Objectives: Full thickness chondral defects have been suggested to portend poor prognosis in hip arthroscopy. Although there is a small amount of data suggesting favorable outcomes with microfracture for such cases, no comparative studies have been performed to assess outcomes of full thickness chondral defects treated with microfracture. The purpose of this study is to compare two-year clinical outcomes of patients treated with microfracture to a matched control group that did not have full thickness chondral damage.
Methods: During the study period, between June 2008 and July 2011, data were collected on all patients treated with hip arthroscopy who underwent microfracture. A matched-pair control group of patients who did not undergo a microfracture procedure was selected in a 1:2 ratio. Matching criteria were age within 5 years, sex, surgical procedures, and radiographic findings. All patients were assessed pre- and post-operatively with 4 patient-reported outcome (PRO) measures: the modified Harris Hip Score (mHHS), Non-Arthritic Hip Score (NAHS), Hip Outcome Score-Activities of Daily Living (HOS-ADL), and Hip Outcome Score-Sport Specific Subscales (HOS-SSS). Pain was estimated on the visual analog scale (VAS), and satisfaction was measured on a scale from 0 to 10.
Results: Forty-nine hips were included in the microfracture group and 98 in the control group. There was no significant difference in pre-operative PRO scores between the groups. For the microfracture group, the score improvement from preoperative to 2-year follow-up was 57.5 to 75.4 for mHHS, 53.6 to 71.8 for NAHS, 59.5 to 79.1 for HOS-ADL, and 35.5 to 55.5 for HOS-SSS. For the control group, the score improvement from preoperative to 2-year follow-up was 59.2 to 79.5 for mHHS, 54.4 to 76.2 for NAHS, 60.6 to 80.4 for HOS-ADL, and 38.6 to 64.2 for HOS-SSS. Both groups demonstrated statistically significant postoperative improvement in all scores (p < .05). All post-operative PRO scores, and all improvements in PRO scores, were found to be similar between the study and control groups.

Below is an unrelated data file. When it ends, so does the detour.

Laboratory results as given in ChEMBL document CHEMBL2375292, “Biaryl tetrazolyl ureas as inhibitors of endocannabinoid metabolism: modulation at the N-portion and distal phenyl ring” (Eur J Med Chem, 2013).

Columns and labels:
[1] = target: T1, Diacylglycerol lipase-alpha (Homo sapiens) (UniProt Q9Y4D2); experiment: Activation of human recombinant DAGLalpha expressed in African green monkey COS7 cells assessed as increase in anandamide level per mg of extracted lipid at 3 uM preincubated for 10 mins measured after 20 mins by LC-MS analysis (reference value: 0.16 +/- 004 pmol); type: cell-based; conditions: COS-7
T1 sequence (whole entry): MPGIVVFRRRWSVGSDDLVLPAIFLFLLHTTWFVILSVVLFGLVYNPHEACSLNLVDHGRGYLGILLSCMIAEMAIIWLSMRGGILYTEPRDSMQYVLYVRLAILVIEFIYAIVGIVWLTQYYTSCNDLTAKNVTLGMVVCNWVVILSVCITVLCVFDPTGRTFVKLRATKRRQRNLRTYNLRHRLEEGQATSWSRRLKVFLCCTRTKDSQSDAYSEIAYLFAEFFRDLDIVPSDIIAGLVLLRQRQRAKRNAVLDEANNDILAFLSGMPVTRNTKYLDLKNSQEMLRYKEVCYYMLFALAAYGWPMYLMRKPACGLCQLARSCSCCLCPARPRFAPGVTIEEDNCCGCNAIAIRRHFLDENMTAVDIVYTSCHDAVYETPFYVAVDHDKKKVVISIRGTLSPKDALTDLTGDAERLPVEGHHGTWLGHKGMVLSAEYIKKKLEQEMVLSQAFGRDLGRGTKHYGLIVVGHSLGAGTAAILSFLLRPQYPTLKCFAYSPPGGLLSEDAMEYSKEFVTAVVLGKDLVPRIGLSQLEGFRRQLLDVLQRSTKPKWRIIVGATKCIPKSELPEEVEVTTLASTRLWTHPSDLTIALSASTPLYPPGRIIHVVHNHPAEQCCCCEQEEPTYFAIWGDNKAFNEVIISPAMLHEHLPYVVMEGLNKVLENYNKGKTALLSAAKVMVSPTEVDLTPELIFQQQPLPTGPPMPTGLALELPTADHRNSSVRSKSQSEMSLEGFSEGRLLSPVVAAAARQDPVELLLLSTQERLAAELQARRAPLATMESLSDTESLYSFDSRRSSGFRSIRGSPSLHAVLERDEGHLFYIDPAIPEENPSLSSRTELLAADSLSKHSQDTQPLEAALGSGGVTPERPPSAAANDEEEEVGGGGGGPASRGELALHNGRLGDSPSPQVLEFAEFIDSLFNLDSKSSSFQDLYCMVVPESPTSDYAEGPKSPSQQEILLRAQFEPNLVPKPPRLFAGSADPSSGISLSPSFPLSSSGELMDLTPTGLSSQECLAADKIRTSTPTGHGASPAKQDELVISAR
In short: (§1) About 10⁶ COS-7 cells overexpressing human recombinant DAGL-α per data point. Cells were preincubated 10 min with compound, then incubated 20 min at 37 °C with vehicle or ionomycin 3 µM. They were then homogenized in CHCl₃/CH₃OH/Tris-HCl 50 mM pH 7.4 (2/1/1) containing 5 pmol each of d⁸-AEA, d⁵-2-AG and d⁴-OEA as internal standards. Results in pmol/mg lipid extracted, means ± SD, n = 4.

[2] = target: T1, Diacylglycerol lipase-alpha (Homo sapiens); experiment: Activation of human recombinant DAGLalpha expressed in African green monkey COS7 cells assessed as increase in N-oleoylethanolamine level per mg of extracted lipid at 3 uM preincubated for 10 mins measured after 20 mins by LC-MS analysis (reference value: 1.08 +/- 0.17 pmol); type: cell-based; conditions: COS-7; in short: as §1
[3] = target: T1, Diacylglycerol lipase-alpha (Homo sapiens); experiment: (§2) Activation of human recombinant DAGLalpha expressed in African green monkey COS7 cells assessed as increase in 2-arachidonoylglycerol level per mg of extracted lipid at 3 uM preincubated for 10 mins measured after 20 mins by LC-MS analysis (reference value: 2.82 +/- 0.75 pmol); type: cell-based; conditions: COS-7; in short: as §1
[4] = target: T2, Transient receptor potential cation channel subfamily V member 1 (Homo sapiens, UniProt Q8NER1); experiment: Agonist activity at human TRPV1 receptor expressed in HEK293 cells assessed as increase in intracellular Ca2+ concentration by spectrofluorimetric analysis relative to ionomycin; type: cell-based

Conclusion: Our study demonstrated that patients receiving microfracture during hip arthroscopy did not show a statistically significant difference in PRO scores when compared to a matched-pair control group at two year follow-up. Both groups demonstrated significant improvement in all PRO scores. These results show that microfracture appears to be a viable treatment option for grade IV cartilage damage identified at the time of hip arthroscopy. Furthermore, full thickness chondral defects may not necessarily portend an inferior functional prognosis when treated with microfracture.